And so with Mr Hallowell, though, thankfully, it ended before he was convicted of the charges. Still, people know about it, and some are sure to be suspicious. “Was there really something there?”, they will wonder. “After all, it was dropped for lack of evidence. That’s just one of those technicalities that get too many guilty people off.” Will anyone be willing to employ him in a school again?

But one of Mr. Hallowell’s lawyers, Ilann M. Maazel, said the case showed how easy it was for innocent e-mail users to be victimized.

“This could happen to anybody,” he said, “if the police are going to have absolutely no competence when it comes to understanding e-mail or the Internet.”

[...]

William Hallowell said that he vigorously denied sending the lurid e-mail message, and that he invited the officers to review the e-mail messages in his computer. He said that he also showed them the exchange of messages he had earlier had with the librarian.

It was clear, he said, that his account did not contain any with the address linked to the abusive sender.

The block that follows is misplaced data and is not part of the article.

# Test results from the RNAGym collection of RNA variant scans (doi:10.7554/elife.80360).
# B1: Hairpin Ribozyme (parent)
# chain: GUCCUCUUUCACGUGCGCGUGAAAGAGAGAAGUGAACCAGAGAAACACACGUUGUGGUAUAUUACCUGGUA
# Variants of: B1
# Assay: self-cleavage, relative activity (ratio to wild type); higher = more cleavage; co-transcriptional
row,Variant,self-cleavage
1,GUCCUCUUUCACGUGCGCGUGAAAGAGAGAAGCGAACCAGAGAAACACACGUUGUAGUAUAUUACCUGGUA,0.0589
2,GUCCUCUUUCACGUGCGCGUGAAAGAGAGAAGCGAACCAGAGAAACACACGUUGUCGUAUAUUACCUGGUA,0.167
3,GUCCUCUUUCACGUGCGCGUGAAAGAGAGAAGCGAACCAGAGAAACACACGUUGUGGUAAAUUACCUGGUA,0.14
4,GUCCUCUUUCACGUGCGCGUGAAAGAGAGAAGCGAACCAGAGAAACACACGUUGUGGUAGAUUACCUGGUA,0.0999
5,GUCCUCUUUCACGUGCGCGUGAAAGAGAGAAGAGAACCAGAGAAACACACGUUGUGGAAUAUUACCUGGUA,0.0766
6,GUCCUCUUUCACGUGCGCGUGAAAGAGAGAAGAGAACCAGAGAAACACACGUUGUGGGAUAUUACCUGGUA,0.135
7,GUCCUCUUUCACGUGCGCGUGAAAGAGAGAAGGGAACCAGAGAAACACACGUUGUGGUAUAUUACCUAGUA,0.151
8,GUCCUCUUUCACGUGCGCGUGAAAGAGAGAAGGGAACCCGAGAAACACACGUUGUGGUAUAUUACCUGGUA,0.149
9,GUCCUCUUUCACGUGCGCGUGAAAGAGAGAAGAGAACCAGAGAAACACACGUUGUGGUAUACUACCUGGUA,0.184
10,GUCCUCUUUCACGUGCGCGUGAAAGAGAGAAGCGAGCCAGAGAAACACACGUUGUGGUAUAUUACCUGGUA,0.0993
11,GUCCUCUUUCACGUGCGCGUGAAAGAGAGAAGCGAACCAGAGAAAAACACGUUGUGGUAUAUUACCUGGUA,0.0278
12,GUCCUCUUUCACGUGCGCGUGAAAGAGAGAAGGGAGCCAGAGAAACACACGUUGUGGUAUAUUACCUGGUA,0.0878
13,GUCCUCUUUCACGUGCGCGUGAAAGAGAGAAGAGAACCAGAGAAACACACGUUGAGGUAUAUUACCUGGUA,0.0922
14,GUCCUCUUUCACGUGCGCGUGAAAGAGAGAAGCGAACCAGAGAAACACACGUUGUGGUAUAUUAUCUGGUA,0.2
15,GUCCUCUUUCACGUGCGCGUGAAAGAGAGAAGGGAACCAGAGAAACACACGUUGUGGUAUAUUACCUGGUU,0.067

OK, first, I have to say that since I don’t have any of the evidence, since I have not talked with anyone involved, since I have no information other than what’s in the Times article, I’m just speculating here. But it’s speculation based on an understanding of how poorly the police and the courts generally handle these sorts of things, and how little they understand technology.

The thing is, there’s nothing you can do to protect yourself, and that’s a major difference between this case and the one of Ms Amero. Ms Amero could have turned off the computer, for example, contrary to the instructions she’d been given. But Mr Hallowell’s situation cropped up entirely independent of Mr Hallowell — he wasn’t even there. His boss simply used the wrong email address, and didn’t know that she had... and it became a snowball rolling downhill after that.